An emergency: the environmental problem.
One cause (among many): the pollution caused by the fashion industry.
One solution: the establishment of an ethical and sustainable economic model, both for our generation and the future ones.
A name that is making the difference in the Italian landscape, and not only: Rifò.
Rifò is a Made-In-Prato clothing brand that combines environmental responsibility, ethical choices and traditional production in a line that promotes a circular model of slow fashion, designed for the Earth and the people. The core business of the company relies on the method of regeneration of old garments to produce a new yarn that tells a story where technology, nature, and society coexist and share the same philosophy. To talk about this innovative project was Niccolò Cipriani, the founder of the company, who explained to us the characteristics of the process behind the brand, his sustainable “rules” and the basic principles for a better future. Because respecting the environment is a daily duty that should involve every aspect of our lives, clothes included…
When did you first feel the desire to contribute to the change of the fashion industry in terms of sustainability?
It was born in Vietnam, where I was working on climate change and sustainability issues, but above all on energy projects. While in Vietnam, I realized that there was a problem of overproduction within the fashion industry. In fact, there are so many quantities of unsold garments that they can hardly dispose of. From this moment of awareness, I began to look for more information and I realized that overproduction was, and is, a serious problem on which there is not enough awareness.
Rifò is a clothing and accessories line made of 100% regenerated textile fibers: how does the production work?
The production process is based on the knowledge of Prato’s textile district, which has been regenerating textile fiber for years. It may seem strange, but the district was born from the “cenciaioli” and the “cardato” (a very poor product that was made by fraying rags). With Rifò, we resumed this traditional process and, thanks to the collaboration with the district, we are able to create a new fiber from old garments, which are selected and then frayed, that then we use to make our accessories and clothes.
You offer a very interesting option, repairing or recycling old cashmere clothes that people can send you: how did you come up with such an idea?
Many people have, in their closet, clothes that they no longer wear and that they do not know how to enhance. At the same time, they don’t have a clear idea of how to dispose of them. And so we thought about this service to pass on the story of a garment with transparency and accountability.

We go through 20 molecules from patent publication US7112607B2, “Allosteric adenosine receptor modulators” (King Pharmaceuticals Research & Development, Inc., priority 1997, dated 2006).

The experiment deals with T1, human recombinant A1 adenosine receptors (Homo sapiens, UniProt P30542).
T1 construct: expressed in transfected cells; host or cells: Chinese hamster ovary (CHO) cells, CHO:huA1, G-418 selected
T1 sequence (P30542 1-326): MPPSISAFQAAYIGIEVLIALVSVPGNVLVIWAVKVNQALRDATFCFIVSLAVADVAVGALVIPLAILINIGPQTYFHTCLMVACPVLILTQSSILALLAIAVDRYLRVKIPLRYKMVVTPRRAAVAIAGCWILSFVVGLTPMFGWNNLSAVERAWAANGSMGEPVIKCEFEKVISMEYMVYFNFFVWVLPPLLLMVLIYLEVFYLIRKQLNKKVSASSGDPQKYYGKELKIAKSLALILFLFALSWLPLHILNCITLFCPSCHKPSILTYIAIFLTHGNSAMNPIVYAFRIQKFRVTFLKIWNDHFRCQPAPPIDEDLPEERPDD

“We thought about this service to pass on the story of a garment with transparency and accountability…”
Who are the women and men who wear Rifò?
They are people who really care about the environment but not only: they love sports, traveling and to take part in social projects whenever they can. They are also curious to try new yarn, which, often, they haven’t heard about before.
Slowly, brands are trying to implement sustainable solutions to reduce environmental impact: what advice would you give people to get closer to sustainable fashion brands?
To get as much information as possible before buying, to ask brands and companies for additional details in case something in their communication is unclear. It’s their right to ask for more information.
What are the benefits of the circular economy when it comes to clothing?
In environmental terms, significant resources, such as water, are saved and the use of chemicals and dyes is limited. In some cases, there is also a price advantage: the cost of raw materials is increasing exponentially, while recycled raw materials at the moment have a very stable and competitive cost, especially regular and cashmere wool.
You also talk about sustainable fashion and emotional fashion: what is the emotion for what we wear, in your opinion?
For me, every garment tells a story or event I’ve been through while wearing it. For example, I still wear glasses that are slightly scratched, my friends always suggest me to change them but I can’t, I simply can’t. So, instead of changing them and buying new ones, I just change the lenses. For me, those glasses are a memory I can’t live without.
Your 3 key rules for an eco-friendly life.
Reduce waste (especially in packaging), use more natural resources, share excesses with thosewho have less.
Your zero-impact must-haves.
Water bottle, natural cotton buds, plastic-free fruits and vegetables, bicycle.
Your book on the nightstand.
At the moment is “The Grammar of Fantasy: An Introduction to the Art of Inventing Stories” by Gianni Rodari.
Your sustainable superpower.
I’d like to turn leftover food into new food instead of throwing it away, sometimes.
What’s your Rêve for the future?
I dream of being able to expand our collection system to other textile fibers, so that we can expand our sustainable impact on clothing/accessories, as well.